Clinical implications of BMI-1 in cancer stem cells of laryngeal carcinoma

Dan Yu, Yan Liu, Jingpu Yang, Chunshun Jin, Xue Zhao, Jinzhang Cheng, Xueshibojie Liu, Xinmeng Qi
Cell Biochemistry and Biophysics 2015, 71 (1): 261-9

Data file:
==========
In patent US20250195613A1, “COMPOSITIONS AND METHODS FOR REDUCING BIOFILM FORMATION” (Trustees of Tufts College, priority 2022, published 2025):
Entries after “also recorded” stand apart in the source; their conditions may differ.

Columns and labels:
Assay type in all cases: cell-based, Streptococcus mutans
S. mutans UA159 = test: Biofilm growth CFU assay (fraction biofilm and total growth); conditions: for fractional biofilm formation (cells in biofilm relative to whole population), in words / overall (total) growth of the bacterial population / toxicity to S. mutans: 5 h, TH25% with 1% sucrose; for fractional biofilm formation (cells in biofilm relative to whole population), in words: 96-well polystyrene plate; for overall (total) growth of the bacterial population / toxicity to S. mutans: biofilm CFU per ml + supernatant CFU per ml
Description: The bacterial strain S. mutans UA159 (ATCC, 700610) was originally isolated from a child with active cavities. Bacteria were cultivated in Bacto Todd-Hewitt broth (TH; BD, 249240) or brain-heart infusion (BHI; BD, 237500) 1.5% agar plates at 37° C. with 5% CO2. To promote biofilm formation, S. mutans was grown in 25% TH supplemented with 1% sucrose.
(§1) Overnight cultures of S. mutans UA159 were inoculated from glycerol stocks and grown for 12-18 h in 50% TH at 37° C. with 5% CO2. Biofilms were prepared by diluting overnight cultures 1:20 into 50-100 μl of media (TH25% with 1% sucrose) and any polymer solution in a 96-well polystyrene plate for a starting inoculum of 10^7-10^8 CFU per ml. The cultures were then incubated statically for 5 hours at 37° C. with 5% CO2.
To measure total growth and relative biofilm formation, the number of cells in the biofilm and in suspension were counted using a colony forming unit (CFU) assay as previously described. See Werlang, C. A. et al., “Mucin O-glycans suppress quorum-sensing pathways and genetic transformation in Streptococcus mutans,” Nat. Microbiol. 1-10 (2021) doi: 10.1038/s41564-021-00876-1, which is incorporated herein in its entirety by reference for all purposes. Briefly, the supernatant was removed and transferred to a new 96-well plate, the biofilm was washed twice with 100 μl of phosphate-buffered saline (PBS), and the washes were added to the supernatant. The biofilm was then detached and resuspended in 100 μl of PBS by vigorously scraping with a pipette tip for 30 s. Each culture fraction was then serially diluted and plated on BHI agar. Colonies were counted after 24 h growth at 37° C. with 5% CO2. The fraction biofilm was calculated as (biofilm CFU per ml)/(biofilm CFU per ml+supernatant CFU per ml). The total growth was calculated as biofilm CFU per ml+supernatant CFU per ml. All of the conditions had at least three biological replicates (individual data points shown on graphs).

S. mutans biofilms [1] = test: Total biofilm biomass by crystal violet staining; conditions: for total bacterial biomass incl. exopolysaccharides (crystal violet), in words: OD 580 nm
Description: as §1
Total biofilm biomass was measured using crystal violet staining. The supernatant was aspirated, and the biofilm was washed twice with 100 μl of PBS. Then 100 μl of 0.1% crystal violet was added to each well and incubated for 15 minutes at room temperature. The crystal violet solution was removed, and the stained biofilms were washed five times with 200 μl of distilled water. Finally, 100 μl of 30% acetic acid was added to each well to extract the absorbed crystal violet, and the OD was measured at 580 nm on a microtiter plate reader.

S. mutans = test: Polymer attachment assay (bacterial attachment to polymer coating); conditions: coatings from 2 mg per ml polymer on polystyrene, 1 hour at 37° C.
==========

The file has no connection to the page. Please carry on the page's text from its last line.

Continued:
The objective of this study is to investigate the chemoresistance of CD133(+) cancer stem cells in Hep-2 cells of laryngeal cancer and detect the expression mRNA and protein levels of BMI-1 in CD133(+) cells and CD133(-) cells. The response of Hep-2 cells to different chemotherapeutic agents was investigated, and the expression of CD133 was studied. Fluorescence-activated cell sorting analysis was used to identify CD133, and the CD133(+) subset of cells was separated and analyzed chemotherapy resistance. Colony formation assays were studied and cells were injected subcutaneously into axillary fossa of node mice to measure the tumor-forming ability. RT-PCR and Western blot analyses were used to detect the expression levels of BMI-1 in the different subpopulation cells. It was concluded that chemotherapy enriched the CD133(+) subpopulation 2-fourfold, relative to the untreated cells. 1.55 ± 0.28% of Hep-2 cells were observed to be CD133(+) cells. Flow cytometric analysis revealed that after the treatment with these chemotherapeutic agents, the expression of CD133 was up to 5.16 ± 0.86%, 4.94 ± 0.58%, 3.66 ± 0.59%. After 5-FU treatment, the expression of CD133 was 6.7 ± 1.6% relative to the untreated mice 2.6 ± 0.96% by nude mice tumor xenograft model. CD133(+) cancer stem cells were more resistant to chemotherapy; the proliferation capability and tumor-forming ability were no difference after chemotherapy. Semi-quantitative RT-PCR and Western blot analyses provided strong evidence that BMI-1 expression in CD133(+) cells is different from CD133(-) cells remarkably. Taken together, it was confirmed that CD133(+) cancer stem cells were chemoresistant and BMI-1 was highly expressed in these CD133(+) cells.

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